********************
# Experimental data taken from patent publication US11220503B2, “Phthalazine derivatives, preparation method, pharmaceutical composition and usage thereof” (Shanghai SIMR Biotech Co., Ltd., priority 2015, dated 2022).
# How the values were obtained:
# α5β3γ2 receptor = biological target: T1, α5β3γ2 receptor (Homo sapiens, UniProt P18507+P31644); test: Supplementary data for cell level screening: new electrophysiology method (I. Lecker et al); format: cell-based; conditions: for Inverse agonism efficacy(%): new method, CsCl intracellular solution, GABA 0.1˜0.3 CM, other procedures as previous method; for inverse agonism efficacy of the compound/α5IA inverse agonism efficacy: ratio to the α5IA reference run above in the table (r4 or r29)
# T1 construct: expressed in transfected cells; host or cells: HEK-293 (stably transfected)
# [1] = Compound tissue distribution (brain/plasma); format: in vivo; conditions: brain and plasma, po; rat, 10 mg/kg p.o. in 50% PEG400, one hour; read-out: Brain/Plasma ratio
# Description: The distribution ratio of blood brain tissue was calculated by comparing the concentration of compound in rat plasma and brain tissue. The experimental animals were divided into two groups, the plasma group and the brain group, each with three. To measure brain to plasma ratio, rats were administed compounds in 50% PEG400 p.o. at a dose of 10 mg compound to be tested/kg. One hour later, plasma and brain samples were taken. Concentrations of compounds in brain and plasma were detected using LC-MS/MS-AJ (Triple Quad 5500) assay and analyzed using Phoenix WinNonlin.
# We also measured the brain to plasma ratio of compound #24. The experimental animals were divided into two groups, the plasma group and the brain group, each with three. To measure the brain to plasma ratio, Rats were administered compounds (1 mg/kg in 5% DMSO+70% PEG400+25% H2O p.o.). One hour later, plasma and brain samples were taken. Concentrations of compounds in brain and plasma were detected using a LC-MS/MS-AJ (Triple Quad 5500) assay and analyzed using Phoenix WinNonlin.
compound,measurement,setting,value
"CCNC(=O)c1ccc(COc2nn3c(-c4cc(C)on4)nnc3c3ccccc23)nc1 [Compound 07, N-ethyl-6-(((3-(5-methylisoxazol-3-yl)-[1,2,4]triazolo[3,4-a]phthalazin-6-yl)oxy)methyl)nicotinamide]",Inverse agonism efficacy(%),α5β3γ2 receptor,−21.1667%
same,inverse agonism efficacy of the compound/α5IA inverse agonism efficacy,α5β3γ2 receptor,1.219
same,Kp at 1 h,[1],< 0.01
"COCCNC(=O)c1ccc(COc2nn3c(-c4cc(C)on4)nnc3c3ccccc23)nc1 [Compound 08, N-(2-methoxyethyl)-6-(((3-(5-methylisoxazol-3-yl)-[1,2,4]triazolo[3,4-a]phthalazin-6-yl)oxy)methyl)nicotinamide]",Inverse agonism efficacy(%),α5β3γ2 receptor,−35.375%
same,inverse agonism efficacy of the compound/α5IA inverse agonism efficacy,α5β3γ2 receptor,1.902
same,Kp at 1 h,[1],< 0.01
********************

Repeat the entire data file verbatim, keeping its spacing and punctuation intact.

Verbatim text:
# Experimental data taken from patent publication US11220503B2, “Phthalazine derivatives, preparation method, pharmaceutical composition and usage thereof” (Shanghai SIMR Biotech Co., Ltd., priority 2015, dated 2022).
# How the values were obtained:
# α5β3γ2 receptor = biological target: T1, α5β3γ2 receptor (Homo sapiens, UniProt P18507+P31644); test: Supplementary data for cell level screening: new electrophysiology method (I. Lecker et al); format: cell-based; conditions: for Inverse agonism efficacy(%): new method, CsCl intracellular solution, GABA 0.1˜0.3 CM, other procedures as previous method; for inverse agonism efficacy of the compound/α5IA inverse agonism efficacy: ratio to the α5IA reference run above in the table (r4 or r29)
# T1 construct: expressed in transfected cells; host or cells: HEK-293 (stably transfected)
# [1] = Compound tissue distribution (brain/plasma); format: in vivo; conditions: brain and plasma, po; rat, 10 mg/kg p.o. in 50% PEG400, one hour; read-out: Brain/Plasma ratio
# Description: The distribution ratio of blood brain tissue was calculated by comparing the concentration of compound in rat plasma and brain tissue. The experimental animals were divided into two groups, the plasma group and the brain group, each with three. To measure brain to plasma ratio, rats were administed compounds in 50% PEG400 p.o. at a dose of 10 mg compound to be tested/kg. One hour later, plasma and brain samples were taken. Concentrations of compounds in brain and plasma were detected using LC-MS/MS-AJ (Triple Quad 5500) assay and analyzed using Phoenix WinNonlin.
# We also measured the brain to plasma ratio of compound #24. The experimental animals were divided into two groups, the plasma group and the brain group, each with three. To measure the brain to plasma ratio, Rats were administered compounds (1 mg/kg in 5% DMSO+70% PEG400+25% H2O p.o.). One hour later, plasma and brain samples were taken. Concentrations of compounds in brain and plasma were detected using a LC-MS/MS-AJ (Triple Quad 5500) assay and analyzed using Phoenix WinNonlin.
compound,measurement,setting,value
"CCNC(=O)c1ccc(COc2nn3c(-c4cc(C)on4)nnc3c3ccccc23)nc1 [Compound 07, N-ethyl-6-(((3-(5-methylisoxazol-3-yl)-[1,2,4]triazolo[3,4-a]phthalazin-6-yl)oxy)methyl)nicotinamide]",Inverse agonism efficacy(%),α5β3γ2 receptor,−21.1667%
same,inverse agonism efficacy of the compound/α5IA inverse agonism efficacy,α5β3γ2 receptor,1.219
same,Kp at 1 h,[1],< 0.01
"COCCNC(=O)c1ccc(COc2nn3c(-c4cc(C)on4)nnc3c3ccccc23)nc1 [Compound 08, N-(2-methoxyethyl)-6-(((3-(5-methylisoxazol-3-yl)-[1,2,4]triazolo[3,4-a]phthalazin-6-yl)oxy)methyl)nicotinamide]",Inverse agonism efficacy(%),α5β3γ2 receptor,−35.375%
same,inverse agonism efficacy of the compound/α5IA inverse agonism efficacy,α5β3γ2 receptor,1.902
same,Kp at 1 h,[1],< 0.01